Father John Misty

Father John Misty
I Love You, Honeybear
Sub Pop
by David Chiu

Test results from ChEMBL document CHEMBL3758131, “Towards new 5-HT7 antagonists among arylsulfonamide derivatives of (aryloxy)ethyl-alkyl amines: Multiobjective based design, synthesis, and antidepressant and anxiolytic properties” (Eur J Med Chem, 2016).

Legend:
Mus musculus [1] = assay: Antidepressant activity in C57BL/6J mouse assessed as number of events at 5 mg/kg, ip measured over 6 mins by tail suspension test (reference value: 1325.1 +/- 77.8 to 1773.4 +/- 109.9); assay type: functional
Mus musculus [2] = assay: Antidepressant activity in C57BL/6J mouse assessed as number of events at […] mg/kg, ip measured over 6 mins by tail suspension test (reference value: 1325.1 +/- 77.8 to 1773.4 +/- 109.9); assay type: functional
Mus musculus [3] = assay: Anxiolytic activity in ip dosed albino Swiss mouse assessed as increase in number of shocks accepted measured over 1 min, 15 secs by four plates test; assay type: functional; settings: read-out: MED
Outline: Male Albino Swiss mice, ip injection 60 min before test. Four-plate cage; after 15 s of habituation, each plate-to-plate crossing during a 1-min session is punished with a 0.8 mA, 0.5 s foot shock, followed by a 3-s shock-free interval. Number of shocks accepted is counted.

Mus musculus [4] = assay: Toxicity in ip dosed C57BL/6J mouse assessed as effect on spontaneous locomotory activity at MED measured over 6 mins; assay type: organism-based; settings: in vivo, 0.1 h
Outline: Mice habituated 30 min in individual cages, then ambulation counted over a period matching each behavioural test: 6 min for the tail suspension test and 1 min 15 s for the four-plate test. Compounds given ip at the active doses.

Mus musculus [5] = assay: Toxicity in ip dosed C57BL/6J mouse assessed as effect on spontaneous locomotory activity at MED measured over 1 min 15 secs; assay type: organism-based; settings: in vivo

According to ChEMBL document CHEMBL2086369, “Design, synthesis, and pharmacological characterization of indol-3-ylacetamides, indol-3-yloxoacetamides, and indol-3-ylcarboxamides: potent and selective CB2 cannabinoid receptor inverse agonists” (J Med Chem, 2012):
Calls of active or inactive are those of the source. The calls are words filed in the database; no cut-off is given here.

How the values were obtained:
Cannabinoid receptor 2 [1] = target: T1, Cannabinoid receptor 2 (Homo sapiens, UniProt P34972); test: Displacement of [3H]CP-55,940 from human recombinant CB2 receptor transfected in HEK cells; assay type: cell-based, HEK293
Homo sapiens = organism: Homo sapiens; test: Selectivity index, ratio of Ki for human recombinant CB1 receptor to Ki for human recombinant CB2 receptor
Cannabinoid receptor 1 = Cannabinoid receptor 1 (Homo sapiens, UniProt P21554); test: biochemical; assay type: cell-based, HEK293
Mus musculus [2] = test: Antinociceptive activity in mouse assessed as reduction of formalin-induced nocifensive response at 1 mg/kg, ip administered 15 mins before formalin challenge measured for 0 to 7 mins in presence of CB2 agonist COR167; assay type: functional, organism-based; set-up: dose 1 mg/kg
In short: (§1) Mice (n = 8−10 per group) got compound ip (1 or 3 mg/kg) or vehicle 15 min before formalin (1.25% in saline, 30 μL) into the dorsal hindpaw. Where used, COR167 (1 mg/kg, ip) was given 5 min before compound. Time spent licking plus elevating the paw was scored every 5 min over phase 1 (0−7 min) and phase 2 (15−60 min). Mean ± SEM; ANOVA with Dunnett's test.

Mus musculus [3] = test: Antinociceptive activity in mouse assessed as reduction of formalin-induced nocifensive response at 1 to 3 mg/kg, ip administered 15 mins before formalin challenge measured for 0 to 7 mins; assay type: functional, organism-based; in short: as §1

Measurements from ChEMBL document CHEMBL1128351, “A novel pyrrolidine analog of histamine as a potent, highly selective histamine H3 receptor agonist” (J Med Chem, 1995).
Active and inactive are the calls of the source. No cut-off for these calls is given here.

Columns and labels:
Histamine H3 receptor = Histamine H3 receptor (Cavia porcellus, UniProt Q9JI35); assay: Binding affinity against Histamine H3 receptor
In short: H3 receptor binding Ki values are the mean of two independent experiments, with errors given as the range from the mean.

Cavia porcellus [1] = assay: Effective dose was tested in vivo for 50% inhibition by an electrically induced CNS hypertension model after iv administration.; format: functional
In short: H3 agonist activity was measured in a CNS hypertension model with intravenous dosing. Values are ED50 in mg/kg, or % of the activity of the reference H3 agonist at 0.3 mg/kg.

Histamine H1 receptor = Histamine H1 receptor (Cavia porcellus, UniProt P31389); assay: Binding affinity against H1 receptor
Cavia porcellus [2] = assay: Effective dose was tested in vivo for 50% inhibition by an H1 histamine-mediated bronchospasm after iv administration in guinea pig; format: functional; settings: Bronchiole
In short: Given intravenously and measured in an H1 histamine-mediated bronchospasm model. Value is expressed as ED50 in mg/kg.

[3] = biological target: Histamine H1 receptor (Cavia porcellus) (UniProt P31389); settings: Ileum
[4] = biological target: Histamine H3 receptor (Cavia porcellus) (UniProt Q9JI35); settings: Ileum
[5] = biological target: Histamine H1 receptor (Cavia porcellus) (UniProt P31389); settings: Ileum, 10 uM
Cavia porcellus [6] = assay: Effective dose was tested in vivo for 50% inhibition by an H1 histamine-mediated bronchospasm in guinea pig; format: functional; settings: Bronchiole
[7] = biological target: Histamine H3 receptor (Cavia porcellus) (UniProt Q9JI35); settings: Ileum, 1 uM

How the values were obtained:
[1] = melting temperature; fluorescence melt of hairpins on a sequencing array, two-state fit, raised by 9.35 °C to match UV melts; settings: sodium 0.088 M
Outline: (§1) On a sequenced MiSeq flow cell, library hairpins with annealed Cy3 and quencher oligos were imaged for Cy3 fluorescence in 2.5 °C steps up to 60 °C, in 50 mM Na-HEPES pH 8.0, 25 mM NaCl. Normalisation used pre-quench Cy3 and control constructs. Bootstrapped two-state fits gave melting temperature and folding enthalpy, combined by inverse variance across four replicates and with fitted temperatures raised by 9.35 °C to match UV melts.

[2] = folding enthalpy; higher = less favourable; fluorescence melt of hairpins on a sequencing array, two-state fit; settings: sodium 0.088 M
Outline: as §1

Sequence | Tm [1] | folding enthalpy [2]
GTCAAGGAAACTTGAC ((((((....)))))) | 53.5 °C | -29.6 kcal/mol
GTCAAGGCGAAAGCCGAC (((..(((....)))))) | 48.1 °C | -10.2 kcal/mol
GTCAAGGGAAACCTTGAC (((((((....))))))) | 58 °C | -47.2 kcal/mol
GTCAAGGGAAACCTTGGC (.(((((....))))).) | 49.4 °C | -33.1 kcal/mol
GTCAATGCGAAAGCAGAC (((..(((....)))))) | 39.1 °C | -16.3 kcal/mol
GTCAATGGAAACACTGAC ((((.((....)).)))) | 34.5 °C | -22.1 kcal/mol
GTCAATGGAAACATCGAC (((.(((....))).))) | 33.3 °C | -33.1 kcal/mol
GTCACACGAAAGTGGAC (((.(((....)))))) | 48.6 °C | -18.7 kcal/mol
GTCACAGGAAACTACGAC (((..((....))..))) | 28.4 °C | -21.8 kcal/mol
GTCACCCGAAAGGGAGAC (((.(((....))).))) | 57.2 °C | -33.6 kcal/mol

Don’t be misled by the title of John Tillman’s (a.k.a. Father John Misty) latest album—it’s not exactly a warm and fuzzy work, though its gorgeous musical instrumentation and production might indicate otherwise. As he explained in the press notes for I Love You, Honeybear, Tillman crafts a work that deals with the complexities of love, fear and the walls in the human psyche. The result is something very cerebral, romantic, and self-conscious: the title song is a swooning ballad of ’20s pop-meets-country; and the elaborate-sounding “Strange Encounter” would be something that Burt Bacharach and Phil Spector together recorded in the studio. There are a few exceptions to the album’s majority of country-laden folk ballads with these orchestral accompaniment: “True Affection” dabbles in electronic techno/funk beats; and “The Ideal Husband” is probably the record’s lone rocker, with a bit of influences from ’60s power pop and the Beach Boys. The last song, “I Went to the Store One Day,” is a stunning poetic track that is so pretty yet dark that by the end, it’ll make your jaw drop and go wow–it’s that affecting. Amid all the balladry and Tillman’s tender, soulful vocals on I Love You, Honeybear is a sense of melancholy that recalls Bryan Ferry at his most jaded, especially in a line like “love is just an institution based on human frailty” from the song “Holy Shit.” The bottom line is Tillman’s sprawling work is magnificent and already on my list of this year’s best record.


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